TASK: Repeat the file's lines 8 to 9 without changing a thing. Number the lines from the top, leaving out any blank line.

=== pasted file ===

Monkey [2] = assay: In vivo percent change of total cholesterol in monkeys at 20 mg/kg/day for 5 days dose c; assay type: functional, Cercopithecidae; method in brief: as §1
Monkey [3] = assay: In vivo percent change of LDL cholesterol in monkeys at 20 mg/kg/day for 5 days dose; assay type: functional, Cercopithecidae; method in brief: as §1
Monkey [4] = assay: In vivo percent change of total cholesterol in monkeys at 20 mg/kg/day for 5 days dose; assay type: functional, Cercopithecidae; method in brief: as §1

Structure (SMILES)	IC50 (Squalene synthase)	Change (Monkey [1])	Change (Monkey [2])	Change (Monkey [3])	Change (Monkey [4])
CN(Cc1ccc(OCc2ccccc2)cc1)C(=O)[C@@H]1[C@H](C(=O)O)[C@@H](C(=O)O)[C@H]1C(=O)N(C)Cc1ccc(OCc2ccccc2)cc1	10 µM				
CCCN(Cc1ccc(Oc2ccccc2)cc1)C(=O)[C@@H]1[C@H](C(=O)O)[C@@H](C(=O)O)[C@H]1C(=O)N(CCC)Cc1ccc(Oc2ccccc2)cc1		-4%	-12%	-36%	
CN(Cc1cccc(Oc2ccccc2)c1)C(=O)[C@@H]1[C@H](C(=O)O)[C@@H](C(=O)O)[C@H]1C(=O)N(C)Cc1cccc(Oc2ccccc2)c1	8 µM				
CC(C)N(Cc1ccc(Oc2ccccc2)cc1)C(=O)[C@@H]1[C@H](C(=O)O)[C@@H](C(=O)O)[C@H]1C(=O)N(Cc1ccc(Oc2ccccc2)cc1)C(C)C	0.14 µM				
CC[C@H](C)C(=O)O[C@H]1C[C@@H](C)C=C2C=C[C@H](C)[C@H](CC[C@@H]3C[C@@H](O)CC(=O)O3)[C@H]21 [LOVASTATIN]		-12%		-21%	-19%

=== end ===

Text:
CC(C)N(Cc1ccc(Oc2ccccc2)cc1)C(=O)[C@@H]1[C@H](C(=O)O)[C@@H](C(=O)O)[C@H]1C(=O)N(Cc1ccc(Oc2ccccc2)cc1)C(C)C	0.14 µM				
CC[C@H](C)C(=O)O[C@H]1C[C@@H](C)C=C2C=C[C@H](C)[C@H](CC[C@@H]3C[C@@H](O)CC(=O)O3)[C@H]21 [LOVASTATIN]		-12%		-21%	-19%